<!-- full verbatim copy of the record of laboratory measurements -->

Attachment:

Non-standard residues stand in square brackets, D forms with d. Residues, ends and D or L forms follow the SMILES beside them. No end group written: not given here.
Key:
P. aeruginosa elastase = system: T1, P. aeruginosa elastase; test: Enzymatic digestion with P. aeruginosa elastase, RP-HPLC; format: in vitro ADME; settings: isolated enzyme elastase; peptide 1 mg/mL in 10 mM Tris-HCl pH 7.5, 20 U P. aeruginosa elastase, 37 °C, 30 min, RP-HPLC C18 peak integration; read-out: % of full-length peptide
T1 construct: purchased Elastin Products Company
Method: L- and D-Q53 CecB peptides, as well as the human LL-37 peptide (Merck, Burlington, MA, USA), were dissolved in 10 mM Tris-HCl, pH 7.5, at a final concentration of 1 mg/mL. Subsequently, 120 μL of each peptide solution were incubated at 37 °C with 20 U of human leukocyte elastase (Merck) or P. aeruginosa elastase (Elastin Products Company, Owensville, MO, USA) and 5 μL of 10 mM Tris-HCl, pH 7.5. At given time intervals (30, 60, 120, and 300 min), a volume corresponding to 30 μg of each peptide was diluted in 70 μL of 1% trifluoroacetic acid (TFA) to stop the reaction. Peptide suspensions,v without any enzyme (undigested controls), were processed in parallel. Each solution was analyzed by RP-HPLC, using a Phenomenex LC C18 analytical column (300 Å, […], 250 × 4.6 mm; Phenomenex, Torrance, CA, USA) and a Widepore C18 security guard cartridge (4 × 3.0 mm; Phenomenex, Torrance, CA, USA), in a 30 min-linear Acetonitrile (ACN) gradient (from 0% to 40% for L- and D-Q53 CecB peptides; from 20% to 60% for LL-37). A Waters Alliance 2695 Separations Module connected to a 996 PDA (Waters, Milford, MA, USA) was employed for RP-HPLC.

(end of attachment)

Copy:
Non-standard residues stand in square brackets, D forms with d. Residues, ends and D or L forms follow the SMILES beside them. No end group written: not given here.
Key:
P. aeruginosa elastase = system: T1, P. aeruginosa elastase; test: Enzymatic digestion with P. aeruginosa elastase, RP-HPLC; format: in vitro ADME; settings: isolated enzyme elastase; peptide 1 mg/mL in 10 mM Tris-HCl pH 7.5, 20 U P. aeruginosa elastase, 37 °C, 30 min, RP-HPLC C18 peak integration; read-out: % of full-length peptide
T1 construct: purchased Elastin Products Company
Method: L- and D-Q53 CecB peptides, as well as the human LL-37 peptide (Merck, Burlington, MA, USA), were dissolved in 10 mM Tris-HCl, pH 7.5, at a final concentration of 1 mg/mL. Subsequently, 120 μL of each peptide solution were incubated at 37 °C with 20 U of human leukocyte elastase (Merck) or P. aeruginosa elastase (Elastin Products Company, Owensville, MO, USA) and 5 μL of 10 mM Tris-HCl, pH 7.5. At given time intervals (30, 60, 120, and 300 min), a volume corresponding to 30 μg of each peptide was diluted in 70 μL of 1% trifluoroacetic acid (TFA) to stop the reaction. Peptide suspensions,v without any enzyme (undigested controls), were processed in parallel. Each solution was analyzed by RP-HPLC, using a Phenomenex LC C18 analytical column (300 Å, […], 250 × 4.6 mm; Phenomenex, Torrance, CA, USA) and a Widepore C18 security guard cartridge (4 × 3.0 mm; Phenomenex, Torrance, CA, USA), in a 30 min-linear Acetonitrile (ACN) gradient (from 0% to 40% for L- and D-Q53 CecB peptides; from 20% to 60% for LL-37). A Waters Alliance 2695 Separations Module connected to a 996 PDA (Waters, Milford, MA, USA) was employed for RP-HPLC.